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US warships to get plane-snatching robot arms?

Droidplane catcher grabs barrel of pork

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The US military has decided to spend $1.4m developing a robotic arm which will be mounted on the deck of a warship in order to pluck robot aeroplanes out of the sky, so permitting them to land safely on vessels without large flight decks.

The "SeaCatcher" system is under development by Advanced Technology & Research Corp of Maryland. It is intended to "enable safe and reliable launch and recovery of fixed-wing unmanned aerial vehicles (UAVs) on small surface combatants", according to the company. Smaller warships such as frigates usually have a helicopter pad, but not a massive aircraft-carrier style flight deck which would let fixed-wing planes take off and land.

There are already ways of launching and recovering small roboplanes from ships at sea, however. The Scan Eagle drone, already in service with the US Navy, has taken off from and been recovered safely aboard vessels even smaller than frigates - for instance a Mark V Special Operations Craft, as operated by the famous yet secretive SEAL frogman-commandoes. This involves tying down a pneumatic catapult on deck for launch, and use of the "Skyhook" system for landing, in which the Scan Eagle snares a line hanging from a 50-foot pole.

An alternative approach would be to use helicopter UAVs rather than fixed-wing: quite large ones are on offer, and indeed the US Marines plan to start using them for battlefield resupply - potentially from ship to shore as well as in land fighting - as soon as next year.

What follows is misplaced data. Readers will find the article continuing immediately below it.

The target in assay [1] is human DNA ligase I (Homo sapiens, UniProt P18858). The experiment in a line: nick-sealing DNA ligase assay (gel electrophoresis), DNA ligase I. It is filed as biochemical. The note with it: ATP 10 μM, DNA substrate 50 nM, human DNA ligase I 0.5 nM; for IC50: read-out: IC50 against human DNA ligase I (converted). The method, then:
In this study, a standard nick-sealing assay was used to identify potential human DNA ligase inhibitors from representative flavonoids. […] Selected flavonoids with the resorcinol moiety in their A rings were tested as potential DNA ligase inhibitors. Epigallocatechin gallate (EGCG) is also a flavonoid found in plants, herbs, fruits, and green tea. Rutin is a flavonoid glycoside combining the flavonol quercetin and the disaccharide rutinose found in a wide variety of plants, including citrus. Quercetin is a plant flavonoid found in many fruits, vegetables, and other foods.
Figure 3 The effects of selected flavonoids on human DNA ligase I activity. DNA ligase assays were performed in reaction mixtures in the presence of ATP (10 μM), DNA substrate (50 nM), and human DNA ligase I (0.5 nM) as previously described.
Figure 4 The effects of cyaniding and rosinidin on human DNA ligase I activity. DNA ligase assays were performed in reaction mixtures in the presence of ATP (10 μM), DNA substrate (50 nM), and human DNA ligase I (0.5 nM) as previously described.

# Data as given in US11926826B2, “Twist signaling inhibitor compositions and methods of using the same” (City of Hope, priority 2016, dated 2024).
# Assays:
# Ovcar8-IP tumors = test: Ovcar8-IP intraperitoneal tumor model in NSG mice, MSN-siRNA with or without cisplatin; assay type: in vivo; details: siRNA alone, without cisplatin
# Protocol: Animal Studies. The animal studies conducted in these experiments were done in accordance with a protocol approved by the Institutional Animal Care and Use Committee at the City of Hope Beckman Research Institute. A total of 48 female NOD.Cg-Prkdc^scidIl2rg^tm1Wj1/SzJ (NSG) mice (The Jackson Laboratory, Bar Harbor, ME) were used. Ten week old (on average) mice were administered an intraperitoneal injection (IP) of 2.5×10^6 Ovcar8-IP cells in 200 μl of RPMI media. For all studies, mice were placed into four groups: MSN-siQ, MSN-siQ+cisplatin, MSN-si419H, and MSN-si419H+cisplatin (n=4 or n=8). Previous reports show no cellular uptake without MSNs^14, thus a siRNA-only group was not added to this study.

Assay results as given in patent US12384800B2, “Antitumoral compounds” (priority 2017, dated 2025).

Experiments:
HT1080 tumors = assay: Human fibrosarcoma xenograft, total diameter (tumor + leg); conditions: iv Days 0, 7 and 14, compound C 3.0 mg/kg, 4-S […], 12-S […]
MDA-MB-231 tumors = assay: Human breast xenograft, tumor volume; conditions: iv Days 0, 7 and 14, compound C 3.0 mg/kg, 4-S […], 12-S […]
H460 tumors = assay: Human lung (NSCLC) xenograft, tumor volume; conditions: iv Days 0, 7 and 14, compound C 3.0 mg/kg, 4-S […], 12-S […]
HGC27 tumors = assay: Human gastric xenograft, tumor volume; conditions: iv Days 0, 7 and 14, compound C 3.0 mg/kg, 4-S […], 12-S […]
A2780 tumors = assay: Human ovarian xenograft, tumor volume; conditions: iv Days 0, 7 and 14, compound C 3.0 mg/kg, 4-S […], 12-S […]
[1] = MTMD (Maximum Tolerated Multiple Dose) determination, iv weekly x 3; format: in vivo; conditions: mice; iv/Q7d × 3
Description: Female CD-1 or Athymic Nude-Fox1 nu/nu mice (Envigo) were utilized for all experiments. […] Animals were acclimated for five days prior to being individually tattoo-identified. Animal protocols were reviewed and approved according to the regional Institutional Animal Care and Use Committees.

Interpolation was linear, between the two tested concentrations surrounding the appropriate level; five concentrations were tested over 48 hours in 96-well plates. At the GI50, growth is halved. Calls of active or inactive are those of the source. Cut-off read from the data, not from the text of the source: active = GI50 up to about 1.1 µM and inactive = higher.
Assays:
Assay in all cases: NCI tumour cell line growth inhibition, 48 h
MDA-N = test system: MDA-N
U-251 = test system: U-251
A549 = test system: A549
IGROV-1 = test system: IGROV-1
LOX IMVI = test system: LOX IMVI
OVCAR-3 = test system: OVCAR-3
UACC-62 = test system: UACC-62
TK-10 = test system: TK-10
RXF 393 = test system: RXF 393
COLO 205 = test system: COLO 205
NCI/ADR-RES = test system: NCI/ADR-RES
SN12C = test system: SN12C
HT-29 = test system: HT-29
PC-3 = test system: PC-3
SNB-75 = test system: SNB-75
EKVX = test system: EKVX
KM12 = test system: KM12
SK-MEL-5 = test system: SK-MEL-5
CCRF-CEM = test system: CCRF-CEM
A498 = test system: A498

So it's possible to wonder just why the USN really needs a huge robot-arm version of the Skyhook. Well, one advocate of the SeaCatcher says:

Current approaches to fixed-wing UAS recovery, mainly nets and dangling cables, are dangerous to crew, ship and the UAS itself, manpower-intensive, and non-scalable.

The scalability point seems fair: you'd surely need something a bit more substantial than a pneumo catapult and a handheld pole to launch and recover big fixed-wing aircraft. (For instance this wild British idea once proposed for use with Harrier jumpjets at sea.)

Even so, though, overall you'd probably have to say that the SeaCatcher isn't required that urgently if at all. And in fact one does note that the person criticizing the Scan Eagle system is none other than ATR Corporation's local senator, seeking to "earmark" taxpayers' money towards a firm in his constituency.

It would seem that yesterday's $1.4m contract award was made more for porkbarrel reasons than genuinely military ones. ®

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